Emerging from the precedents of French domestic architecture, French Eclectic houses reflect the style popularized in the United States during the early part of the last century. These homes evoke the well known French colonial architecture largely confined to New Orleans and its environs following the Louisiana Purchase. The style began to appear more widely in the 1920s and 1930s only to fall out of fashion before emerging once again during the later decades of the 20th Century.
The traditional French architectural style is identified by tall, steeply pitched hip roofs which usually flair up just before they meet the exterior wall. The French style allows for a variety of massing due to its flexibility in adapting to both symmetrical and asymmetrical house plans.
In addition to the variety of forms, this style also accommodates a variety of detailing and wall materials, including stucco and stone. Common details include casement and hung windows, shutters, arched window and door heads, and an assortment of dormers and vents.
1. Steeply sloped hip roofs which often flare upward just before the eave.
2. Simplified and shallow projecting cornice and details mimic and reference historical detailing.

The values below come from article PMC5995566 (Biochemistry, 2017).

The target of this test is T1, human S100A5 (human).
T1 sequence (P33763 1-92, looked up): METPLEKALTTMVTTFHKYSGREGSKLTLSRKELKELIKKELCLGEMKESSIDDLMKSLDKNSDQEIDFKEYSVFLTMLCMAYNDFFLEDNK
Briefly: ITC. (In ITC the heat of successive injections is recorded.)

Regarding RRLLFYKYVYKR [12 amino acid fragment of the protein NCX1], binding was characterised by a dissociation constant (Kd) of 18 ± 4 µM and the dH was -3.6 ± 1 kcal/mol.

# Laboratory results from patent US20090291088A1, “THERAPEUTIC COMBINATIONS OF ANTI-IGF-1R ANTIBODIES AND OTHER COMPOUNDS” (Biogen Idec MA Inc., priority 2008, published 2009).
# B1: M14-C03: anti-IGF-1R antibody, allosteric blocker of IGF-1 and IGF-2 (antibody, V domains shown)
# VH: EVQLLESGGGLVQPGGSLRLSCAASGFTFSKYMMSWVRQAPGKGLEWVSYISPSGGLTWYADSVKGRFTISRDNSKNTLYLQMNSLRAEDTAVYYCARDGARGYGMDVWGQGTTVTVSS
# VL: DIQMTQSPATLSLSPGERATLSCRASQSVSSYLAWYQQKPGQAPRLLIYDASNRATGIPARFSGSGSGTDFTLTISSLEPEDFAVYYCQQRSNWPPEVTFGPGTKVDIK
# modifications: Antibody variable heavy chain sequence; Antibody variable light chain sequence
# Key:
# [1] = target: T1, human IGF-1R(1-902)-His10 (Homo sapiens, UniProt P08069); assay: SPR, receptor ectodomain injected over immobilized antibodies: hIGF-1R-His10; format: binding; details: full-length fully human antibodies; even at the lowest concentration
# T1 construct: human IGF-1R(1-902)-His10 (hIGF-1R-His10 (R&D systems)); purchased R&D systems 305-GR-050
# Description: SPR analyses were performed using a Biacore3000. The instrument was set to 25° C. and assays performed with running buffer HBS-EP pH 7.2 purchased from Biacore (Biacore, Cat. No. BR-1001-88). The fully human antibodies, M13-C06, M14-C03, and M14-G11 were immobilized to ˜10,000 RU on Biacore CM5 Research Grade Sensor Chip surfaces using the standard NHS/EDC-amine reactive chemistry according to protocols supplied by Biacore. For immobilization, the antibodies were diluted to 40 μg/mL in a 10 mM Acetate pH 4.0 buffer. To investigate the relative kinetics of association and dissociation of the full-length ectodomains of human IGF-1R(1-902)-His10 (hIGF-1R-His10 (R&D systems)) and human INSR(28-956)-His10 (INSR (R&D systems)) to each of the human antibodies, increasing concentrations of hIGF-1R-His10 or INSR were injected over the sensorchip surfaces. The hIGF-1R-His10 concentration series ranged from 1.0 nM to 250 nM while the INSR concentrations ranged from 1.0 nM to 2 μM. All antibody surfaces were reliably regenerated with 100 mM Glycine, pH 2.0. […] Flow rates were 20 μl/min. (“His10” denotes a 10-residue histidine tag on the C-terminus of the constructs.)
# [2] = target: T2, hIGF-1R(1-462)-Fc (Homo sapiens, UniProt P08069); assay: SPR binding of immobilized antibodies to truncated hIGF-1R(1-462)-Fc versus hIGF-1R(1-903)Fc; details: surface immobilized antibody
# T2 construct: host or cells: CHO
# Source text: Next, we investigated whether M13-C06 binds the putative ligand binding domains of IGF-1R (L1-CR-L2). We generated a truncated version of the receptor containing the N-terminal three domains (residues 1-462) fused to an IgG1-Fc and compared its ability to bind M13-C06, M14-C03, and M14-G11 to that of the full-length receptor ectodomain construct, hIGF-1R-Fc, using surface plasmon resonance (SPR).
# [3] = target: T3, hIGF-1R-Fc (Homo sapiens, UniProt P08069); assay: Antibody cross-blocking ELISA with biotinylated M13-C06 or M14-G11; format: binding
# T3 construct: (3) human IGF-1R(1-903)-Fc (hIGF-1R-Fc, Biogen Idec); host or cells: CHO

3. Openings are vertically proportioned and orderly in their relationship with one another. Ground floor windows may be full length and, like the door, may be flat or arched with full size shutters.
4. One story projected entryway or porch may frame the main entrance and will range from simple details to elaborate columns or piers in larger and more ornate homes.
5. Timber, stone or brick columns or piers integrated into the body form.
ELEMENTS AND DETAILS
A. Roofing – Architectural dimension shingles, wood shingles, slate or synthetic slate.
B. Cladding – Brick, timber, limestone or cast stone, light sand finish stucco.
C. Columns – Square timber, brick or stone.
D. Shutters – Sized to close over windows, panels, board and batten or louvered mounted with hardware to appear operable.
E. Lintels – Brick, limestone, pre-cast concrete, or trim to appear like timber.
F. Railing – Decorative black metal.
G. Foundation – Masonry brick or stone at main body, solid masonry veneer at porch.